Review: In all honesty, we're not quite clear on exactly what genre the Washington trio of Thunderball really specialise in, but we love that about their catalogue. From breaks through to jungle, disco and house, the group never leave you wanting more. This latest release, a heavily packed remix LP of their Declassified album, literally touches upon every style of dance-oriented music, which is something that perfectly encapsulates their diversity in terms of approach. You got peeps like Thievery Corporation, Boca 45, Avatars of Dub, and many others laying down the utter truth. Jazzy, disco-tinged, funked-out and capable of winning over even the most timid of dancers. Big shot moves...
Review: Last summer was abuzz with the sound of Don't Go by Washington DC breakbeat duo Fort Knox Five. Released last May, the tune was one of their first new jams since the release of their Pressurize The Cabin album. Now as they are wont to do, they are back with remixes of the tune (they like remixes, really, really like remixes). First up is K Lab who goes straight for the jugular by infusing some tough electro-breaks into the original's feel good vibes, before good old Trotter er, trots out a very bouncy upbeat version.
Review: Thunderball, the self-proclaimed "ambassadors of style" are a Washington, DC based trio (Rob Myers, Steve Raskin and Sid Barcelona) have made a worldwide name for themselves with their own unique brand of cinematic dub. Released on Fort Knox, Cinescope is their latest long player and it features 12 sizzling new cuts with appearances from pals like Miss Johnna M, Mustafa Akbar, 'reggae shamans' See-I and even hip-hop legend Afrika Bambaataa. Highlights include the sitar-laced, Bollywood referencing opener "Road To Benares", the tough, breaky 70s funk of "Thunder In The Jungle" and retro Latin fun of the kitschy "Chicachiquita".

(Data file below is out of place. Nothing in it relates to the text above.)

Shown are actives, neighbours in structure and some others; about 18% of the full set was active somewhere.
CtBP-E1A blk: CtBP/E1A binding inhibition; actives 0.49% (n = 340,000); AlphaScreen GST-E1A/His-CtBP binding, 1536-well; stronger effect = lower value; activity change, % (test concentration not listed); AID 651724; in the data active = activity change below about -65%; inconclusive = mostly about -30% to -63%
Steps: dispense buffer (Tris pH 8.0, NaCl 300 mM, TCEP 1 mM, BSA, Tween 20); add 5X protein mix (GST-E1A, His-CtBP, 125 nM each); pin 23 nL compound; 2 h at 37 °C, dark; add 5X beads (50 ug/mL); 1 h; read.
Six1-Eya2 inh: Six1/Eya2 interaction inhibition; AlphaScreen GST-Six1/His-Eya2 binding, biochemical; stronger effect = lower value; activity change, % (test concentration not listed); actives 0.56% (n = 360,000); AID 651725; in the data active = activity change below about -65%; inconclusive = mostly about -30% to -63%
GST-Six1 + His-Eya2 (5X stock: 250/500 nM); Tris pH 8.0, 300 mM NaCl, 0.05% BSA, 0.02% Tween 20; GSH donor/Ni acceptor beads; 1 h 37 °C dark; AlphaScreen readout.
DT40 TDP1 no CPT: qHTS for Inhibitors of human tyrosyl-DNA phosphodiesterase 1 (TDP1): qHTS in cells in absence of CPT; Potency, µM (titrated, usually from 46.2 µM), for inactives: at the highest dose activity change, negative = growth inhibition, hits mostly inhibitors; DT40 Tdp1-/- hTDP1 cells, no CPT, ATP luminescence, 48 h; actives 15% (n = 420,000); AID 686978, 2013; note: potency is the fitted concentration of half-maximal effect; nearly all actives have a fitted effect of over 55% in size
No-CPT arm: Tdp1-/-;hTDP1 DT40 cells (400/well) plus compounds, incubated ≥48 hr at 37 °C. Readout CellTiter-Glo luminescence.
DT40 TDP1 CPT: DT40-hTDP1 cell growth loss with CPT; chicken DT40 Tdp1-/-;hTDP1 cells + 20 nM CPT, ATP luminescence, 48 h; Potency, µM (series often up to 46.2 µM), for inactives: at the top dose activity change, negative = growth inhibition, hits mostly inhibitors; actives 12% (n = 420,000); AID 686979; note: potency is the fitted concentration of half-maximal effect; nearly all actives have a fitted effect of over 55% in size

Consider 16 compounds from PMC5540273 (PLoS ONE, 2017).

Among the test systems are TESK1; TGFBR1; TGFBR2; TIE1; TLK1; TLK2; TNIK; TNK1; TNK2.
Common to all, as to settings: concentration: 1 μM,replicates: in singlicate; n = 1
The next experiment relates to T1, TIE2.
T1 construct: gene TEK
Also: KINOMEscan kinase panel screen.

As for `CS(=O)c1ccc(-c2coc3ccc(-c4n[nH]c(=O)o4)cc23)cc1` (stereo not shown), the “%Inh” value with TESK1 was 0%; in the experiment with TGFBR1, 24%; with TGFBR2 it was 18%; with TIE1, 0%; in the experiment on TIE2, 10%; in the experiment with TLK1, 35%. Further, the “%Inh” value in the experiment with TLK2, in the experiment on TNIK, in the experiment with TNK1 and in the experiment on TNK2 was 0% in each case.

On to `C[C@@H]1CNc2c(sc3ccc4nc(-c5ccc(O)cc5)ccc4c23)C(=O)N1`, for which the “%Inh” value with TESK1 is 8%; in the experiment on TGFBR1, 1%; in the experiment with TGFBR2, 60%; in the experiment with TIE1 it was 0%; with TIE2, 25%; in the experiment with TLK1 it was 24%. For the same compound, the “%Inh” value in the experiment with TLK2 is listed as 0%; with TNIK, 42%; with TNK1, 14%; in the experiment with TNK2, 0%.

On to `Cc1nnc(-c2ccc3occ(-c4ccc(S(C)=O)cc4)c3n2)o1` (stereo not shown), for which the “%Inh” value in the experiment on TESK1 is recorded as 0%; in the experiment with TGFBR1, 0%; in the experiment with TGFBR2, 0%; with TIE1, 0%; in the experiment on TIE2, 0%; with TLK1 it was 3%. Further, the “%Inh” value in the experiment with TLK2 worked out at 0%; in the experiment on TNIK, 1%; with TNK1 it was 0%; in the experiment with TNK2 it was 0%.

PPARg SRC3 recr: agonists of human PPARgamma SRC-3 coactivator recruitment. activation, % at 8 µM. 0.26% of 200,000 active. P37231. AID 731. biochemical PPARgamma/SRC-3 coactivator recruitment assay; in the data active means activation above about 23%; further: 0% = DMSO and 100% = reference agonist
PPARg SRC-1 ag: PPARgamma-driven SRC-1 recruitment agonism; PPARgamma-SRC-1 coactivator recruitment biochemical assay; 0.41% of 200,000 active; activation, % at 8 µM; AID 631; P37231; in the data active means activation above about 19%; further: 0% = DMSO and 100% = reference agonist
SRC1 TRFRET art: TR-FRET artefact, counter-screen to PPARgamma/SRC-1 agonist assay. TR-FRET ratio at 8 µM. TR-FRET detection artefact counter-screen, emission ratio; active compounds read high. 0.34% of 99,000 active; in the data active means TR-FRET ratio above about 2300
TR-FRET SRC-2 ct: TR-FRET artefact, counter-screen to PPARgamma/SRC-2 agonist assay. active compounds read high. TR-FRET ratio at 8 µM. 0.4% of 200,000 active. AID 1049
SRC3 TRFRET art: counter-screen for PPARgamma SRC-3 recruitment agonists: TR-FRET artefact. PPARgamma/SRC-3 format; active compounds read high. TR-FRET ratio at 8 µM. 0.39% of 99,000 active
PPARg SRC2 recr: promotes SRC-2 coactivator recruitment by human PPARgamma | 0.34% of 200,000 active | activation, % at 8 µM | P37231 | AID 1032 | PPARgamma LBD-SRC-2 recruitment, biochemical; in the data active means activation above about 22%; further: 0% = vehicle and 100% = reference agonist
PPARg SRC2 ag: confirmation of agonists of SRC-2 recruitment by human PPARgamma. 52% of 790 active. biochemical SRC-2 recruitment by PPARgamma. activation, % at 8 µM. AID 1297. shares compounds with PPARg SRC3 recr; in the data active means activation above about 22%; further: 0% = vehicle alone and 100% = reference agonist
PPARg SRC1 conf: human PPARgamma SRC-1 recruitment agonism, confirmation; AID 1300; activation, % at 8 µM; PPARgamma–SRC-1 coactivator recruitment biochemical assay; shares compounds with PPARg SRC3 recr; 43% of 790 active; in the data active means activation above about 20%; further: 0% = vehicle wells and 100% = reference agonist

Review: Washington DC's Fort Knox Five released the Pressurize The Cabin LP about 18 months ago, and since then they've toured every corner of the globe, releasing many remixes along the way too. Now they've had time to collect all these reworks onto one album and it's a biggie - 20 tunes strong in fact. Some of the many highlights include All Good Funk Allianance's staccato-synth sing-along version of "Fire In My Belly", The Funk Hunters' cut-up electro version of "Whatcha Gonna Do" and the DJ Dan/Mike Balance acid-funk remix of "Keep It Poppin". Something for everyone here.
Review: Last week saw the first instalment of remixes of Washington DC breakbeat act Fort Knox Five's Pressurize The Cabin. Now, whilst we're still spinning from the hit, they follow it up with a musical TKO in the form of two new reworks (both with instrumental versions too). First up, Sammy Senior enters the ring with his meaty musical right hook of a mix that features the original's anthemic vocal chants fused to crisp n' choppy bass-lead go-go/funk. Afroqben retaliates and wins with a tough uppercut of a mix that features a bubbling disco bassline and hands-in-the-air hip-hop MCs.
Review: Washington DC breakbeat duo Fort Knox Five presents yet more killer remixes of Pressurize The Cabin, originally released a year and a half ago. Starting out with the Eighteenth Street Lounge affiliated Ursula 1000, who delivers a low slung and funky rendition of "Ready Go" which will rock the dancefloor of any party, there's also a handy instrumental version for serious DJs. Meanwhile Palletz delivers a bass heavy, very UK makeover of "24 Hours To Set It Off" complete with ragga vocals which will storm any serious soundclash. Interestingly enough, this fella is from British Columbia, Canada; who'd have thought! Again, a handy instrumental version is included of this remix too.